The elements of a great movie were all there, but the film was torn on which way to go: a parody/comedy of the kids TV series like George of the Jungle, a semi-serious adventure like Indiana Jones or National Treasure, or a teenage romp like Grease or Jumanji. Moner, with her huge Alita: Battle Angel eyes, is delightful and holds this quirky little film together with sheer force of will. The others are mere cardboard cut-outs, with the exception of Pena and Derbez, who excel in their small roles without even trying.
Spy Kids 2: The Island of Lost Dreams (2002)
Writer/director Robert Rodriguez has made some of THE bloodiest movies around. Desperado, From Dusk Till Dawn, Planet Terror, and Machete, to name a few. BUT! The man also has given kids an assorted of goofy, silly, and action-packed films just for them. This is one that is downright strange, yet is fun to watch.
In this sequel to his very popular (and extremely profitable) 2001 Spy Kids movie, the kids of super-spies Gregorio and Ingrid Cortez (Antonio Banderas & Carla Gugino) are now spies themselves after the events of the first film. 13-year-old Carmen (Alexa Vega) and 10-year-old Juni (Daryl Sabara) work for the Organization of Super Spies (OSS) in the new Spy Kids Division. But they’re facing competition from the other rival kid spies, Gary and Gerti Giggles (Matt O’Leary & Emily Osment). Worse yet, Carmen has a kinda crush on Gary, which strains her relationship with Juni.
Problems arise when evil Donnagon Giggles (Mike Judge) arranges himself to be head of the OSS during a party where a group of Magna Men arrive and render all adults unconscious. Uh-oh! They steal the “Transmooker”, a highly coveted device which can shut off all electronic devices, something that Donnagon secretly plans on using to rule the world. Bwaha-ha-ha!! The mission is clear: recover the Transmooker! Using sneaky covert tactics, Carmen and Juni go on an adventure to a mysterious island where the device is, while sending nasty Gary and Gerti to the Gobi Desert.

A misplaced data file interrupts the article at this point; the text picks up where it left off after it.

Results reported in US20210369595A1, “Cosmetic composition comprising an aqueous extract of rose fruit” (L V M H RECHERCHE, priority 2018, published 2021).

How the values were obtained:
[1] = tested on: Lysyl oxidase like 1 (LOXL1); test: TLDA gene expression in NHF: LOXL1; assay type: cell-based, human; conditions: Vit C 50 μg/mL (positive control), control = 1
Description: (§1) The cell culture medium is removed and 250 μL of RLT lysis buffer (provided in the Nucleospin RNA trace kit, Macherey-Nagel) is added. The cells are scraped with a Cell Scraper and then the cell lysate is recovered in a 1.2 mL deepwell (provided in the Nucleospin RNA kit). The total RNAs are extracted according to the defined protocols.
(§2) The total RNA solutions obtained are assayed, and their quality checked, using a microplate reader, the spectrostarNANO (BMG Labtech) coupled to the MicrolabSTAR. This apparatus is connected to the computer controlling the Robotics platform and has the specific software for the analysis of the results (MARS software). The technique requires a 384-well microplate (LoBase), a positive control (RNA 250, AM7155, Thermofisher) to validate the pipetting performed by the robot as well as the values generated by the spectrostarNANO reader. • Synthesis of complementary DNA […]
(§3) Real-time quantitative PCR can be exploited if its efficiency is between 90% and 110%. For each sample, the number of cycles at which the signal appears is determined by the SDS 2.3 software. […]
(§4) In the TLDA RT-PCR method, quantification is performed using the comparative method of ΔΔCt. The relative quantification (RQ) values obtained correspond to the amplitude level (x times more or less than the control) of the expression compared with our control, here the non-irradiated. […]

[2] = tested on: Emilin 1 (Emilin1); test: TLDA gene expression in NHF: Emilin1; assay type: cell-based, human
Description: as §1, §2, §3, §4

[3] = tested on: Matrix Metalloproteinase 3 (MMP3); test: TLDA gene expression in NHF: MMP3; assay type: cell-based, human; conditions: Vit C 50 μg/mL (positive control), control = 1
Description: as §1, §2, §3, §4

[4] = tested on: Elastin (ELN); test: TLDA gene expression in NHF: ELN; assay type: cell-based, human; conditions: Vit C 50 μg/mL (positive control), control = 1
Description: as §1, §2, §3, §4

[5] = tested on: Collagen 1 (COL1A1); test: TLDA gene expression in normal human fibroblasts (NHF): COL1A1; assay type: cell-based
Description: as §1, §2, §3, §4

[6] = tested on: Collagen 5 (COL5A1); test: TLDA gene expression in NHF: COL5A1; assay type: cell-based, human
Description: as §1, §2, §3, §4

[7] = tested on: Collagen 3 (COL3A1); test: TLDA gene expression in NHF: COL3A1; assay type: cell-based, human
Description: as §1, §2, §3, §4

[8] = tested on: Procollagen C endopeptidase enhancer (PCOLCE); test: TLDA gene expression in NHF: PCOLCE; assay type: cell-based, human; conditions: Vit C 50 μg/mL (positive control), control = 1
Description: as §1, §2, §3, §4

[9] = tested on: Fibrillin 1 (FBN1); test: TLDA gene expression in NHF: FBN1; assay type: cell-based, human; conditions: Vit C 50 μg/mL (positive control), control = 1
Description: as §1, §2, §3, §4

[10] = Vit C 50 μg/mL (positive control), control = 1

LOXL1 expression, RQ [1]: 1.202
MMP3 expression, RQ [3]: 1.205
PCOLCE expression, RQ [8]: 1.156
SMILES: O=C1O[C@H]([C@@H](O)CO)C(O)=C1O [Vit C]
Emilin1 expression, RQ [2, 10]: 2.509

Carmen and Juni soon meet Romero (Steve Buscemi), a lunatic scientist who has created genetically-miniaturized animals, but his experiments went wrong and now all the animals have mutated into giant mis-matched creatures. After Carmen is captured by a flying pig (yes, they DO fly!), she realizes that both Gary and Gerti are, in fact, evil like their daddy. Naturally, everything turns out okay in the end as Carmen and Juni recover the Transmooker, are joined by their parents, Juni becomes friends with the President’s young daughter (Taylor Mumford), and Donnagon is defeated.
Rodriguez really knows how to cater to his audience, that’s for sure. For the kids, it’s all silliness and eye candy, crazy adventures with children being the heroes, wacky-looking creatures, and adults misbehaving like kids. For adults, there’s a terrific cast featuring B-listers like King of the Hill creator Mike Judge, Cheech Marin, Danny “Machete” Trejo, Christopher McDonald, Ricardo Montalban, Alan Cumming, Tony Shaloub, and even Bill Paxton in a cameo as theme park owner, Dinky Winks.
Okay, so the kids can’t really act, but ya gotta hand it to Rodriguez who shot the whole movie digitally; that means all his CG effects are quite remarkable. He even pays homage to Ray Harryhausen’s “skeleton army” from Jason and the Argonauts, when the kids fight off a bunch of digital skeletons. It’s all quite ridiculous (Tony Shaloub wearing four heads!?) and wildly imaginative (the Troublemaker theme park is insane!) and definitely fun for the young’un’s. The franchise also produced two more lesser quality films: Spy Kids 3-D: Game Over, and Spy Kids 4: All The Time In The World. An animated series on Netflix, Spy Kids: Mission Critical, was released in 2018.